How to keep your Christmas tree looking fresh

by C. Dawsey November 28, 2016

How to keep your Christmas tree looking fresh

There's just something about a live tree and a fresh pine scent that says "Merry Christmas!" But keeping a live tree looking its best requires a little holiday TLC. It only takes a few days of heat or neglecting to water your tree that to dry out a fresh tree. But with proper care, most trees can stay looking and smelling fresh for up to five weeks or longer. Here are a few tips.

1. Pick a healthy tree to begin with.

If you're picking out a tree from the local tree lot, chances are it may be a bit dried out from the long drive from the tree farm to the lot. So look for a healthy tree with few brown needles. You can check for freshness by running a few branches through your hands. The needles should feel soft and pliable, and not fall off. Next, raise the tree a few inches off the ground and drop it hard onto its trunk. You should lose very few needles in the process. Also, when looking around the tree lot, choose a tree that has been displayed in the shade or away from the sun. Odds are it will be less dried out.

2. Trim the tree before you trim the tree. And re-trim again.

If your tree has been sitting on the tree lot for a few days, there's a good chance that its vascular system (the system that draws water up into the tree) will have become clogged. So when you get your tree home, cut about one-inch off the end of the trunk and place it in a bucket of warm water. This initial trim will remove any dried-over resin from the base of the tree and restore is vascular system. And by the way, drilling holes in the base of your tree or cutting the trunk at an angle will not improve its ability to absorb water. A simple straight cut will do.

Store your tree in an unheated area away from wind and freezing temperatures. When you are ready to bring your tree inside, remove another once-inch from the trunk and place it in a tree stand that holds at least one gallon of water. Fill the stand with one quart of water for every nice of the trunk's diameter. That is, if your tree has an 8-inch diameter trunk, you will need 4 quarts (2 gallons) of water.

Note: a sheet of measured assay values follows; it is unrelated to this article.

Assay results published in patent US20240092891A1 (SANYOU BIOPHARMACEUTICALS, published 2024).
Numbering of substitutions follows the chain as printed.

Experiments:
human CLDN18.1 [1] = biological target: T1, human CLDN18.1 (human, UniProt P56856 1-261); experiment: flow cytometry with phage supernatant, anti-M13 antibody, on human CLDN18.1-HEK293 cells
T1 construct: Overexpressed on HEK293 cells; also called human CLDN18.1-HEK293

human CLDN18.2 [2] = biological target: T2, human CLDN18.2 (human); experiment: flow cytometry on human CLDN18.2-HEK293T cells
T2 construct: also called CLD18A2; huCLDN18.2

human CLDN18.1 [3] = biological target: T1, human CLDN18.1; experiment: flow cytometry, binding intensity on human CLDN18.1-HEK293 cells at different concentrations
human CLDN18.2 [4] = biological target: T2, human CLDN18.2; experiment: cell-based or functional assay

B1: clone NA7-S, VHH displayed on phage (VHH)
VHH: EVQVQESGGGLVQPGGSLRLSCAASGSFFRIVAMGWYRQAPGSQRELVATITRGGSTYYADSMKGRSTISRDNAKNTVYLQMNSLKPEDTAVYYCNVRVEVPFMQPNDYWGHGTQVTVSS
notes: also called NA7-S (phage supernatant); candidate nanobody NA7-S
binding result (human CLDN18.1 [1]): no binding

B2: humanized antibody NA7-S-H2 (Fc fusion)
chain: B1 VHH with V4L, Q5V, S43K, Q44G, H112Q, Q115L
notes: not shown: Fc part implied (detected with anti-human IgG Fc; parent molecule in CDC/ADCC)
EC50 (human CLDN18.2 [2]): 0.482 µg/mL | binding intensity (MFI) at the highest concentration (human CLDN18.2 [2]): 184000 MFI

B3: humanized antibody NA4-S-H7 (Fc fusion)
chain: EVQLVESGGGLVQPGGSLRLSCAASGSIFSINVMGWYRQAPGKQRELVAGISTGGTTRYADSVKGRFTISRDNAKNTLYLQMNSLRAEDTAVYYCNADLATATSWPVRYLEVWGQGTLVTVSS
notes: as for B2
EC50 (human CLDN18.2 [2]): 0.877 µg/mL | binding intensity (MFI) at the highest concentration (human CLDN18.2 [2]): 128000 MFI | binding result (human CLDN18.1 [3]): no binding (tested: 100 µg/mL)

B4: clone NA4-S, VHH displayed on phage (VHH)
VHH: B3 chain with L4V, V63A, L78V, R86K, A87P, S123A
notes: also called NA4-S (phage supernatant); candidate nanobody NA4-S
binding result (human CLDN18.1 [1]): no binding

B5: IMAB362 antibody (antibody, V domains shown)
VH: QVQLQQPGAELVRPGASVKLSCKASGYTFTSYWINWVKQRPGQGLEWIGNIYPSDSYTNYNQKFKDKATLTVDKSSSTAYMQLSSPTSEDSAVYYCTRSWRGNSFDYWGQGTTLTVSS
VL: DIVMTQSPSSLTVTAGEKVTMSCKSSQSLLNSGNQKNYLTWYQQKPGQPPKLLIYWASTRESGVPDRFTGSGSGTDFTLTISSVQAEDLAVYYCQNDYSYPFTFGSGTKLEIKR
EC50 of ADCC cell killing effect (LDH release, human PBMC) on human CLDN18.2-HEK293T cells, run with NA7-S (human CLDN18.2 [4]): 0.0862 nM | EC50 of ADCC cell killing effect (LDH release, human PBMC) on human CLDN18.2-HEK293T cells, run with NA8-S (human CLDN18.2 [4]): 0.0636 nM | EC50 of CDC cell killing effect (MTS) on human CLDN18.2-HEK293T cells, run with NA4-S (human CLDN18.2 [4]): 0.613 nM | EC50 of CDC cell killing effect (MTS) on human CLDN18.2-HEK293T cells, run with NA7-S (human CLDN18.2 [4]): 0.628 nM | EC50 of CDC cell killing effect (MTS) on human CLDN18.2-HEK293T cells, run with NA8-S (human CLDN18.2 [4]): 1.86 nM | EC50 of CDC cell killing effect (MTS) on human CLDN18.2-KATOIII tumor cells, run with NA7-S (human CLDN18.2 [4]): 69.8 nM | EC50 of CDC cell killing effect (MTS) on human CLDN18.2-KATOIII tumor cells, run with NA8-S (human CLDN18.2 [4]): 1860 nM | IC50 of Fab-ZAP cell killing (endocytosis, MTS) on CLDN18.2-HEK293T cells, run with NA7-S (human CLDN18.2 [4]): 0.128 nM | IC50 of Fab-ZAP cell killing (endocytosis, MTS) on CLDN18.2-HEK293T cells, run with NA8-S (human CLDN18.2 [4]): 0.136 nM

3. Display your tree away from heat sources.

Fireplaces, air ducts and radiators may keep you warm and toasty, but they will ruin your Christmas tree. And while a Christmas tree by the fireplace makes a nice pic on Instagram, a fireplace can dry out a tree faster than you can say "ho-ho-ho!"  Also avoid placing the tree in direct sunlight. Sunlight can also make the tree fade faster.

4. Water your tree. A lot!

Too little water causes resin to form over the cut end of a tree's trunk. Once that happens, the tree stops absorbing water and dries out quickly. If you want to make a Christmas tree last longer, just use plain water. Using sugar, bleach and other additives to keep a tree green are pretty much old wives tales. And be sure to check the Christmas tree stand twice a day as long as the tree is up. A Christmas tree can be rather thirsty and can drink up the water in its stand very quickly.

5. Take your tree down before it dries out.

If you wait too long to take your tree down, you'll have lots of dead pine needles on your hands. The easiest way to clean up fallen needles is with your vacuum's hose. Skip the fancy attachments and just use the end of the hose.

Happy holidays, everyone!



C. Dawsey
C. Dawsey

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